Five times that day I lead my boys in the morning prayer or Lauds of my Monastery.  Five times I told the story of the first Benedictine woman and her call of Love...The quickest way to their memory is food and the boys will hopefully remember Scholastica's story better in connection to the 'Dove' chocolate hearts I shared as treats to celebrate the feast. 

All of these treats were in a wicker basket I carried over my arm.  As I walked down the hall between classes, those boys that remembered to wish a "Happy Feast!" could also take a chocolate heart from the basket.  The Church History Theology teacher had covered this portion of monasticism that week with the sophomores and had reminded them that they should wish me a "Happy Feast!".  I had to smile and laugh as they came in twos and threes to send me good wishes as they looked at the basket of treats.  Some even went above and beyond to ask if I had used Gregorian Chant to pray that morning! 

What they didn't know is that it had been a tough day...I was on my own for the Feast and feeling a bit homesick for my Sisters at the Monastery.  However, who can stay in the doldrums when greeted up and down the hall with the goofy grins and well-wishes of teenage boys.  My favorite of the day was a cheesy grinned duo who pseudo-sang their "Happy Feast Day" to me as they were impatiently waiting in the lunch line.  The boys made me smile, laugh, and embrace this new way to celebrate Scholastica.


Friday, February 3, 2012

Praying Blaise


The Catholic connections between saints and their patronage can have some interesting stories. Apparently,  Saint Blaise was being dragged off to prison to be martyred when he cured a young child choking on a fish bone.  At the end of morning Mass with the Monks, we received a blessing to ward of ailments of the throat with blessed candles and an invocation in the name of Saint Blaise.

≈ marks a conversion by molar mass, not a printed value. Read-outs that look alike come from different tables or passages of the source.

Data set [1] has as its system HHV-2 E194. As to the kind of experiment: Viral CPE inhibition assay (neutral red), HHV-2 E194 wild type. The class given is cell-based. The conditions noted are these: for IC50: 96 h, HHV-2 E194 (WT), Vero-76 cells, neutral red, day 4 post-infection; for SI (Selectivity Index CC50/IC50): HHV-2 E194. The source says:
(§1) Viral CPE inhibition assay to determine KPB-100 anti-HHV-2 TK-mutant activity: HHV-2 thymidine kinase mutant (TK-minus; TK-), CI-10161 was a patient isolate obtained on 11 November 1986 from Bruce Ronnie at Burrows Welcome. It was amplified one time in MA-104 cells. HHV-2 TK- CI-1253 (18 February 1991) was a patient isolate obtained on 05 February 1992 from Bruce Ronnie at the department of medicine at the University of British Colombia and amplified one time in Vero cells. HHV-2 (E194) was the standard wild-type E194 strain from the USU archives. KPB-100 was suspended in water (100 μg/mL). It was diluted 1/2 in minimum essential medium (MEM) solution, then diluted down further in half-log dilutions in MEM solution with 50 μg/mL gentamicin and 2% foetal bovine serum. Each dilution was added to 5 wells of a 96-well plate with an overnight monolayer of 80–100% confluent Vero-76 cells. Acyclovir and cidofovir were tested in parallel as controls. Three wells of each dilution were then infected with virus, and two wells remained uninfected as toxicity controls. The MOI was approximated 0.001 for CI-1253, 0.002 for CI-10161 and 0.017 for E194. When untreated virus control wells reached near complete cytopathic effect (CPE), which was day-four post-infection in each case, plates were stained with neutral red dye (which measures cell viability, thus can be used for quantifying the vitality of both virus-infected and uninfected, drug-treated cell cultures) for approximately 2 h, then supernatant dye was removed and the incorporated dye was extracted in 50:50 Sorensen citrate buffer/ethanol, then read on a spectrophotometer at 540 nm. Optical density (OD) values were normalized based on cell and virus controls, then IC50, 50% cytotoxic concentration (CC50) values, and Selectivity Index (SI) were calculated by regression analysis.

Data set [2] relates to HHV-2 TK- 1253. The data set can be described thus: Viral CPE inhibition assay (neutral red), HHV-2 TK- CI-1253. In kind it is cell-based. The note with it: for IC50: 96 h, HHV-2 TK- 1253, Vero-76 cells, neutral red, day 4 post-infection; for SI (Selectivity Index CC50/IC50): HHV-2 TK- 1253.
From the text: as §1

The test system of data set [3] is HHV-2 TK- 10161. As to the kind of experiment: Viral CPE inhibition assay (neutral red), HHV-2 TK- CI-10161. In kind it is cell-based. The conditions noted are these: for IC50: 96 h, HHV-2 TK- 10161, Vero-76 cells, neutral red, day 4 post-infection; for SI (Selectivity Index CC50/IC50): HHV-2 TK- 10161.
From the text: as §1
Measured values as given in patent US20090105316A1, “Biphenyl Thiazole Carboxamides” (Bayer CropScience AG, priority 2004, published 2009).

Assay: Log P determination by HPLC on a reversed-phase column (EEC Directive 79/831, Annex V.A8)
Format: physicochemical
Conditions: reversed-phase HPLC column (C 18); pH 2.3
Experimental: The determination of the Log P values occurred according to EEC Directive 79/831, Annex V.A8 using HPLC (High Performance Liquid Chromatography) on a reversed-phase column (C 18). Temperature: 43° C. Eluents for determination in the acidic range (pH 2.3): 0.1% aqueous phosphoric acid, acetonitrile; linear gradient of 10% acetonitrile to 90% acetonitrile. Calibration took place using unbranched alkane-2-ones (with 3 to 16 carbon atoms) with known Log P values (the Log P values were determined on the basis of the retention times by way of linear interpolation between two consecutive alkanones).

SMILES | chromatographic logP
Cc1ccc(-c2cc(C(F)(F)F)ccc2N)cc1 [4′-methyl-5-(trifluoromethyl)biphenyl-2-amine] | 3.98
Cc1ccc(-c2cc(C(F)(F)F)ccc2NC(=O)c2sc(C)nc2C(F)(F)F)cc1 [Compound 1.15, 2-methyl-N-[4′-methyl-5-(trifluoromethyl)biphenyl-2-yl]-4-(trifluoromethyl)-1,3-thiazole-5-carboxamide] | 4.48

Later on I felt a bit like a mondern day Blaise...At the end of freshmen lunch, a gaggle of boys was laughing with a bit too much gusto in a tightly huddled group.  The center of attention was one young man who had crammed two whole doughnuts into this mouth right at the bell and had a third in his hand to eat as he made his way down the hall.  I asked him to sit down and a chorus of "Oooohs" escaped from his classmates down the hall.  He thought for sure he was in trouble, but my concern was he might choke as he crammed the third doughnut down his throat.  For the next 3 MINUTES, he chewed and chewed and chewed while I talked not choking on one's own food.

Finally, he finished the doughnuts, grabbed his books and started to head for the door.  I sent him off with a reminder of the saint of the day..."You kept Saint Blaise busy today! God Bless!"


Thursday, February 2, 2012

Candlemass at the Monastery

Sister Michaeleen's photo of the blessed
candles after prayer and Mass.

The Monastery celebrates Candlemass on the Feast of the Presentation of Jesus.  Candlemass...Jesus is the light of the world; we carry that light within us and bless the waxy reminders of that light.  This morning the Peace Chapel altar was surrounded by a variety of the candles used during prayer in the Chapel and our living groups.  This simple ceremony is one that I miss while living away from home. 

The Prioress blesses the candles during morning prayer and they remain in the Chapel through evening prayer.  After our Vespers, a sister from each of the living groups carries the blessed candle to the group room to be used in our noon and compline prayers.  It is just one of the many little liturgies that connect us to the greater Church and to each other.  Knowing that even when we pray the shorter hours of noon and night, the blessing of the Prioress and the gathered prayer of the community continue to hold us all together.

The candles themselves are also a connection to the sisters at the Monastery.  While the Chapel candles for Mass are purchased, those used for prayers in the living groups are made by one of our own Sister Artisans.  She creates whole rainbows of candles for the sisters and our gift shop.  She even has some seasonal candles...during the Fall she pours pumpkins, there are Winter snowmen, and pastel Easter eggs.  Her most coveted creations?  The tall pillar candles that are the full rainbow all in one.  Sister Roommate and I are hoping to get one when we go home for Sister Jill's Perpetual Profession in a week, maybe we'll even get a blessing for it too!

Candles from the Chapel and for the living groups all arranged in the Peace Chapel and ready to be blessed and shared. Sister Mary Jo took the picture to share with us.